Baltimore, engineering, FILTRATION, HISTORY, ice, water history, winter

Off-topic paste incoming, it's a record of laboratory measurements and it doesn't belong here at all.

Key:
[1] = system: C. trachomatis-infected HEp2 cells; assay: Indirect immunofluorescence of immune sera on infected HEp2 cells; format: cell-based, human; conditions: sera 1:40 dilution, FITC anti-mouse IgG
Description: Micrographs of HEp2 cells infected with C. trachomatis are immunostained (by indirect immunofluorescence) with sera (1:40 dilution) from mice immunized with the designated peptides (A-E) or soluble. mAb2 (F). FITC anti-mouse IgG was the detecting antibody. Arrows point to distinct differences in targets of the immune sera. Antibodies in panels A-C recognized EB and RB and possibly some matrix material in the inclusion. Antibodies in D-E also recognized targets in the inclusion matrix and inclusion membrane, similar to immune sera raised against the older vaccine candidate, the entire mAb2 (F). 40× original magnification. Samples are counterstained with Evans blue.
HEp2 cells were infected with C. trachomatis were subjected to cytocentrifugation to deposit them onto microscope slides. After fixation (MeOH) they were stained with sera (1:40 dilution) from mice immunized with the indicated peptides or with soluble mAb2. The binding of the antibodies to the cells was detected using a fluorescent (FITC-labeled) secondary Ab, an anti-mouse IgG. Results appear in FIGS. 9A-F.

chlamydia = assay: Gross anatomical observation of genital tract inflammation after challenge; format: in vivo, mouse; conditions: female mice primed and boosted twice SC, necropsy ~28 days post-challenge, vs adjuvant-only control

From my book: 1919 thru 1937 – File Folder, No. 1432, General: AWWA paper on Freezing of Water in Mains Laid in Salt Water and in Mains and Services Laid on Land by William Brush. Pamphlet from 1919 (re-dated 1936) Frozen Services and the Method of Thawing. A how-to book on thawing water service to your house using an electric thawing apparatus. They ask that fires not be built in valve boxes, that hot water should be poured into them. Five pages of newspaper articles glued to the pages. One article mentions the water department receiving one thousand frozen pipe calls in a day. Various articles on gas leaks and explosions. February 10, 1936 Resolution (No 240) that the Board of Estimates gives money to the water department to buy ice thawing machines. February 12, 1936 News Post article by Carroll Delaney on the city’s inability to thaw out pipes. February 15, 1936 memo from Small to Crozier listing expenditures for thawing so far – $45,500.00. March 11, 1936 memo from Small to Crozier on cost associated with the cold weather. Welding machines at 500 amps needed to be rented from different companies and the laboring cost associated with their use was noted as to why there was an increase in expenditures for the water department. April 13, 1936 memo from Small to American Electric Welding Company noting payment of $72 for 480 gallons of gasoline ($.15 per gallon). The welder was for thawing frozen pipes around Baltimore. Brochure on “Hydra Thaw” equipment. May 26, 1936 memo from the Bureau of Accounts informing Crozier that the Mayor approved $127,150.00 that was owed to the Water Supply for work during ‘Freeze’. A total of $600,000.00 was spent throughout the city. January 15, 1937 memo from Small to Thomas Young, City Collector notifying him to put this stamp on water bills: “No adjustment will be made for water wasted to prevent freezing of pipes.” Apparently, last year during the big freeze, consumers were told to leave a small amount of water running to prevent freezing pipes. They did not.